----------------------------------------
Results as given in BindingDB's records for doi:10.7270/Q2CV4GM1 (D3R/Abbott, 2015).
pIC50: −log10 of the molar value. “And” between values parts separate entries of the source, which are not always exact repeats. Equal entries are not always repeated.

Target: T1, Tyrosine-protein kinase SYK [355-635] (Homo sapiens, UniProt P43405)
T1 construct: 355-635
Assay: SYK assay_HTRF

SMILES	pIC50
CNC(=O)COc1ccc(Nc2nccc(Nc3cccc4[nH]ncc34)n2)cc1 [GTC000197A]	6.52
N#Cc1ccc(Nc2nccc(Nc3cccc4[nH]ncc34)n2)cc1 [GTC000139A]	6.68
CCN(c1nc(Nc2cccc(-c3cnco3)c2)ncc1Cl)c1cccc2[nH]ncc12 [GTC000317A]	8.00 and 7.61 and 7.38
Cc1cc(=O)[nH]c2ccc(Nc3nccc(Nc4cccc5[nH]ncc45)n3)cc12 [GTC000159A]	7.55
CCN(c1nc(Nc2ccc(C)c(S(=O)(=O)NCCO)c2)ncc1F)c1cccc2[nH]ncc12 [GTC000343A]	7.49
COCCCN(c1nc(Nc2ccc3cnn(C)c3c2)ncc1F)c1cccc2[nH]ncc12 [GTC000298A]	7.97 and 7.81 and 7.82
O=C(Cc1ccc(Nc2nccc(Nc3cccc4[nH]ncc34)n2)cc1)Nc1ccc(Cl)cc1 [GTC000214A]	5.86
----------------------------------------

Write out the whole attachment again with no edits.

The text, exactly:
Results as given in BindingDB's records for doi:10.7270/Q2CV4GM1 (D3R/Abbott, 2015).
pIC50: −log10 of the molar value. “And” between values parts separate entries of the source, which are not always exact repeats. Equal entries are not always repeated.

Target: T1, Tyrosine-protein kinase SYK [355-635] (Homo sapiens, UniProt P43405)
T1 construct: 355-635
Assay: SYK assay_HTRF

SMILES	pIC50
CNC(=O)COc1ccc(Nc2nccc(Nc3cccc4[nH]ncc34)n2)cc1 [GTC000197A]	6.52
N#Cc1ccc(Nc2nccc(Nc3cccc4[nH]ncc34)n2)cc1 [GTC000139A]	6.68
CCN(c1nc(Nc2cccc(-c3cnco3)c2)ncc1Cl)c1cccc2[nH]ncc12 [GTC000317A]	8.00 and 7.61 and 7.38
Cc1cc(=O)[nH]c2ccc(Nc3nccc(Nc4cccc5[nH]ncc45)n3)cc12 [GTC000159A]	7.55
CCN(c1nc(Nc2ccc(C)c(S(=O)(=O)NCCO)c2)ncc1F)c1cccc2[nH]ncc12 [GTC000343A]	7.49
COCCCN(c1nc(Nc2ccc3cnn(C)c3c2)ncc1F)c1cccc2[nH]ncc12 [GTC000298A]	7.97 and 7.81 and 7.82
O=C(Cc1ccc(Nc2nccc(Nc3cccc4[nH]ncc34)n2)cc1)Nc1ccc(Cl)cc1 [GTC000214A]	5.86